I pull up outside Silverstone’s big cafe, which is utterly deserted. The sun’s out, violently beaming off the greasy, wet tarmac, while our BMW M2 longtermer’s ambient temperature gauge tells me it’s only just above freezing. Perhaps not the best day to be lapping the home of British motorsport in a 503bhp Italian super saloon.
I catch the end of a news report on the radio, going into detail about a certain, rather significant political event, but I swiftly punch the start/stop button and exit the car. Today isn’t about mulling over politics and what the future holds, it’s about finally getting behind the wheel of a car I’ve wanted to drive more than any other this year: the Alfa Romeo Giulia Quadrifoglio.
Walking through the empty cafe and over to the pit garages, I catch a glimpse of it. Every other time I’ve seen images of the Giulia or when I’ve read about it I’ve had a pang of irritation for missing out on the car’s launch in Italy back in May, but all that has gone now, replaced instead by excitement that I’m at last about to drive what’s arguably the most anticipated car of 2016.
Boring disclaimer out of the way and helmet squeezed over my glasses, and it’s time to jump in and assess the surroundings I’ll call home for the next half an hour.
As I slide behind the wheel I’m treated to a mixed bag of an interior. There are some beautiful details like the the imposing cowl surrounding the dials and the huge gearshift paddles for the automatic gearbox, but some of the knobs and switches feel a little low rent, and the overall build quality is a fair way off what you’d enjoy in something a little more Germanic. Once the engine awakens with an angry mechanical bark, I start to care about such things a little less.
We haven’t a huge amount of time out here, so the instructor sitting to the right is keen to get me up to speed quickly. After exiting the pits we’ll be using the National Circuit - Silverstone’s shortest configuration, but that’s fine by me. Less time focused on learning the track, and more time focused on enjoying the car.
A few corners later, and the engine’s already impressing. Having spent some time with the relatively high-revving BMW M4 recently I’m left a little wanting for top end heroics (the 2.9-litre, ‘Ferrari inspired’ V6 is all out of ideas at 6500rpm), but it’s burly and macho in the mid-range, and belts out a deliciously throaty six-pot soundtrack.
It does put out a hell of a lot of power to the rear tyres, though, and that 503bhp is backed up by the punchy 443lb ft of torque. Cocking up one corner massively and missing the apex by some margin, I get everything in a mess and end up with the Giulia’s shapely rear stepping way out of line. But it’s all good, as this is when the Giulia reveals just how controllable it is on the limit. There’s no BMW M3-style snap here, just a gentle slide that’s easily controlled with a well-timed application of opposite lock.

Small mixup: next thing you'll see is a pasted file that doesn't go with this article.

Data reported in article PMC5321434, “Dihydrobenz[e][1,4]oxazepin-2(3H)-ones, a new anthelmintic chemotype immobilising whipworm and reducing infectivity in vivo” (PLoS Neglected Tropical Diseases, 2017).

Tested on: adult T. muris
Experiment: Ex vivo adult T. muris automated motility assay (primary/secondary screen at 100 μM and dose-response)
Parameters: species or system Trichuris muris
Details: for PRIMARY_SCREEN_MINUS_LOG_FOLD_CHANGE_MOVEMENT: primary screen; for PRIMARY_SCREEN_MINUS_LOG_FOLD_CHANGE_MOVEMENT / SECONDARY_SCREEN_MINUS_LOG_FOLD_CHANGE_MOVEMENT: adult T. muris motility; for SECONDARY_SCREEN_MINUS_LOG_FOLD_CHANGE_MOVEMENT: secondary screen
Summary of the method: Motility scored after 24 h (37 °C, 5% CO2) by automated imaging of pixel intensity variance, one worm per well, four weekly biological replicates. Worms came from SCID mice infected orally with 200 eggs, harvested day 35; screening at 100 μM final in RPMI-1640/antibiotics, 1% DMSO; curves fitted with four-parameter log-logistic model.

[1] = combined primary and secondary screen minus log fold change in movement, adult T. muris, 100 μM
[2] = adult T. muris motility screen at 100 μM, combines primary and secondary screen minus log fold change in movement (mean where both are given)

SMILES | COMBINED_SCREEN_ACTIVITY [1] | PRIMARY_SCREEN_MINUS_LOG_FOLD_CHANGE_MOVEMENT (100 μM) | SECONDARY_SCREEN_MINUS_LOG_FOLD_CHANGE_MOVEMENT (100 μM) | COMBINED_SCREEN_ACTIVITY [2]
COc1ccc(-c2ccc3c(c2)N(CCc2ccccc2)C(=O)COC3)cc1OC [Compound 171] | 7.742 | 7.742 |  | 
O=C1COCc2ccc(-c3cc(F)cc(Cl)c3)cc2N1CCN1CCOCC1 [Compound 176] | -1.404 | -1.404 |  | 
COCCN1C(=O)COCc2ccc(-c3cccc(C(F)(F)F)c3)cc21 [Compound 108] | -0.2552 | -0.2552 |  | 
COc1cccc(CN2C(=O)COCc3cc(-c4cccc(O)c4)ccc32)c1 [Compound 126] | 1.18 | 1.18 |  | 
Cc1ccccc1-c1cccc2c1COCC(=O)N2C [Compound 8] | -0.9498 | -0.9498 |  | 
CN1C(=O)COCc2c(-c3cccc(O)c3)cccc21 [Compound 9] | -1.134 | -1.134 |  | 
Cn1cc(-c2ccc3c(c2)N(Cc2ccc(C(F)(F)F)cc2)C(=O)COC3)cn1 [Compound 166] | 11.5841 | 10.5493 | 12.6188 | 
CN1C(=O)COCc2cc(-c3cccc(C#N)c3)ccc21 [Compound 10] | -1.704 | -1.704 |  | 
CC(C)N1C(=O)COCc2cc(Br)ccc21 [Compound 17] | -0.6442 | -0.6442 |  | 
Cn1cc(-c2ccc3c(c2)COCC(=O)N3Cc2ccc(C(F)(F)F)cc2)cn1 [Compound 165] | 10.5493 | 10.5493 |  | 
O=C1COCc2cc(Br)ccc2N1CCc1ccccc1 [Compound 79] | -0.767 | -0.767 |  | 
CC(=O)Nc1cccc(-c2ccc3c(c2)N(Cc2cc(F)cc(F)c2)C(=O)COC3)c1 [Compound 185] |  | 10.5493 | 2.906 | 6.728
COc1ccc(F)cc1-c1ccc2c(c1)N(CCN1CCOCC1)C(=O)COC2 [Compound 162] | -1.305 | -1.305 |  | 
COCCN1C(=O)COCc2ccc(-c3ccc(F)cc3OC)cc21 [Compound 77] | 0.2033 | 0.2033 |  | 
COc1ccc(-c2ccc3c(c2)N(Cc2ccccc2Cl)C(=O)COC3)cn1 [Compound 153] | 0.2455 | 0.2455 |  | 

Hairy but not as hairy as expected moment out of the way, I’m getting into a good rhythm, even with the overly aggressive traction control attempting to upset proceedings. There is a ‘race’ mode up from the ‘dynamic’ setting we’re in now which dials back the electronic interference to a minimum, but I’m not stupid, so dynamic it is in these damp conditions.
Even though I’m having to hold back a little owing to the weather, it’s clear there’s a lot to like here. The steering is wickedly sharp and possesses one of the quickest racks of any car I’ve tried this year, while the damping is softer and much better judged than on the ultra stiff BMW M3 and Mecedes-AMG C63. And although I’ve already mentioned it, I’m pretty damn partial to that soundtrack. It’s probably the best-sounding turbocharged six-cylinder out there at the moment, and even though it’s a couple of cylinders down on the C63’s 4.0-litre, I prefer it to that too.
I’m getting the hang of the track, and have at last nailed the correct turn-in point for the tricky Luffield corner. This gives me my best run yet through Woodcote, hanging the Giulia out to the left of the track as I power onto the pit straight.
As much as I’d be happy to make everyone very cross by staying out for a few laps, my track time is over, and I pull back into the pits. I’ll be handing the car over to a pro driver, who’ll be spotting a ‘blindfolded’ red Giulia for a crazy record attempt.
It’s tricky to make any firm judgements from a short time with the car on such a sopping wet circuit, so I’m taking this experience as an introduction. And one hell of an introduction it’s been. Alfa Romeo’s long awaited renaissance is here, and it’s very, very real.